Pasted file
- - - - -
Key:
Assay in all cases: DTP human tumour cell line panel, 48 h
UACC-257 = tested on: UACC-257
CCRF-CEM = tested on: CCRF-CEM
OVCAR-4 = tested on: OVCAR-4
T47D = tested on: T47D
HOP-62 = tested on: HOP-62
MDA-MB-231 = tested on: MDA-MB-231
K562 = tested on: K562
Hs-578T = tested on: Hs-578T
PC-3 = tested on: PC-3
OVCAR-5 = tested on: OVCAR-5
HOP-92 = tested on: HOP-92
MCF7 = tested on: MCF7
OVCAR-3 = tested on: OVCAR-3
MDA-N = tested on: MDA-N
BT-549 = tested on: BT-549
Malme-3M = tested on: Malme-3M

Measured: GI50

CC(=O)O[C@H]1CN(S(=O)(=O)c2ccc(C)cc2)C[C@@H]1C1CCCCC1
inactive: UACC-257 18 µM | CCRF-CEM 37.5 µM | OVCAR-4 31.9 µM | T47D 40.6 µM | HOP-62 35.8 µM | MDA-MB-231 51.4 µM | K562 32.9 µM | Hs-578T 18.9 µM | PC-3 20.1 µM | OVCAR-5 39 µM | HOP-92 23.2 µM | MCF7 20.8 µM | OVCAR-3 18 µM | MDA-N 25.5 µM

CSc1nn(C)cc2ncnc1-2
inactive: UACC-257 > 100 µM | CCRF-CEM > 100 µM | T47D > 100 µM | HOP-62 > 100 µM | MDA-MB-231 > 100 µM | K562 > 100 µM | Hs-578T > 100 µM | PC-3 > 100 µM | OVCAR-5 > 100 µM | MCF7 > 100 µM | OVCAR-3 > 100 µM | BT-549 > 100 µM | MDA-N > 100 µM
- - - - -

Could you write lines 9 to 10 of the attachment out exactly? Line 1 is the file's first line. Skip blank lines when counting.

K562 = tested on: K562
Hs-578T = tested on: Hs-578T